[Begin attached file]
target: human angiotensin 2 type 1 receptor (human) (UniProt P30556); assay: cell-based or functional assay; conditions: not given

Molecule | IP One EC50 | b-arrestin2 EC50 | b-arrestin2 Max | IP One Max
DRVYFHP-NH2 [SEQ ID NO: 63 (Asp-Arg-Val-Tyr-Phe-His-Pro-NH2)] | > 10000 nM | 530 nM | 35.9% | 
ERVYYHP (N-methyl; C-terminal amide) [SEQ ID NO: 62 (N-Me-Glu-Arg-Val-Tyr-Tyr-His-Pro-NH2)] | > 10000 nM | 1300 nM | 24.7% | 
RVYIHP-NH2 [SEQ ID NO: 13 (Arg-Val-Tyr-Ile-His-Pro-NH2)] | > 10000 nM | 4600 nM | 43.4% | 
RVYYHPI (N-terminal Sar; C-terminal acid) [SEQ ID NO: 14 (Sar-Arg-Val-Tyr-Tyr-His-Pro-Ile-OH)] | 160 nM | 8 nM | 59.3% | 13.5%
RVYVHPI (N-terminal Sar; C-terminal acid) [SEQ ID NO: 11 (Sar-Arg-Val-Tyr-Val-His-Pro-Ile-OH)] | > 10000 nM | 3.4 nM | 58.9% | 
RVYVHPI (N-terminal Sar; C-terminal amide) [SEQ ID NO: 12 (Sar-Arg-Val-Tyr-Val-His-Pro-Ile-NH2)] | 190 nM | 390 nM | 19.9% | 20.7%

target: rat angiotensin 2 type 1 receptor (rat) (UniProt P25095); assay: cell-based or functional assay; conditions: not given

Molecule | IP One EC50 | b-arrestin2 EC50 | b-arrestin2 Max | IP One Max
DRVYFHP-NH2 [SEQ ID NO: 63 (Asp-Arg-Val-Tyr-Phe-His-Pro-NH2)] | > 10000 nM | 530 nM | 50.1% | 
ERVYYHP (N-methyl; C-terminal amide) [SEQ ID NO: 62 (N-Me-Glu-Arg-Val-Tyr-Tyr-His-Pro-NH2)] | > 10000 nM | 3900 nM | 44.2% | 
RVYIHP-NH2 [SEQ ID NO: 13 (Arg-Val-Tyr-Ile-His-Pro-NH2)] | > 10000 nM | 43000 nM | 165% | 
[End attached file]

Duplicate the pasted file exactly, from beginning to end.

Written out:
target: human angiotensin 2 type 1 receptor (human) (UniProt P30556); assay: cell-based or functional assay; conditions: not given

Molecule | IP One EC50 | b-arrestin2 EC50 | b-arrestin2 Max | IP One Max
DRVYFHP-NH2 [SEQ ID NO: 63 (Asp-Arg-Val-Tyr-Phe-His-Pro-NH2)] | > 10000 nM | 530 nM | 35.9% | 
ERVYYHP (N-methyl; C-terminal amide) [SEQ ID NO: 62 (N-Me-Glu-Arg-Val-Tyr-Tyr-His-Pro-NH2)] | > 10000 nM | 1300 nM | 24.7% | 
RVYIHP-NH2 [SEQ ID NO: 13 (Arg-Val-Tyr-Ile-His-Pro-NH2)] | > 10000 nM | 4600 nM | 43.4% | 
RVYYHPI (N-terminal Sar; C-terminal acid) [SEQ ID NO: 14 (Sar-Arg-Val-Tyr-Tyr-His-Pro-Ile-OH)] | 160 nM | 8 nM | 59.3% | 13.5%
RVYVHPI (N-terminal Sar; C-terminal acid) [SEQ ID NO: 11 (Sar-Arg-Val-Tyr-Val-His-Pro-Ile-OH)] | > 10000 nM | 3.4 nM | 58.9% | 
RVYVHPI (N-terminal Sar; C-terminal amide) [SEQ ID NO: 12 (Sar-Arg-Val-Tyr-Val-His-Pro-Ile-NH2)] | 190 nM | 390 nM | 19.9% | 20.7%

target: rat angiotensin 2 type 1 receptor (rat) (UniProt P25095); assay: cell-based or functional assay; conditions: not given

Molecule | IP One EC50 | b-arrestin2 EC50 | b-arrestin2 Max | IP One Max
DRVYFHP-NH2 [SEQ ID NO: 63 (Asp-Arg-Val-Tyr-Phe-His-Pro-NH2)] | > 10000 nM | 530 nM | 50.1% | 
ERVYYHP (N-methyl; C-terminal amide) [SEQ ID NO: 62 (N-Me-Glu-Arg-Val-Tyr-Tyr-His-Pro-NH2)] | > 10000 nM | 3900 nM | 44.2% | 
RVYIHP-NH2 [SEQ ID NO: 13 (Arg-Val-Tyr-Ile-His-Pro-NH2)] | > 10000 nM | 43000 nM | 165% | 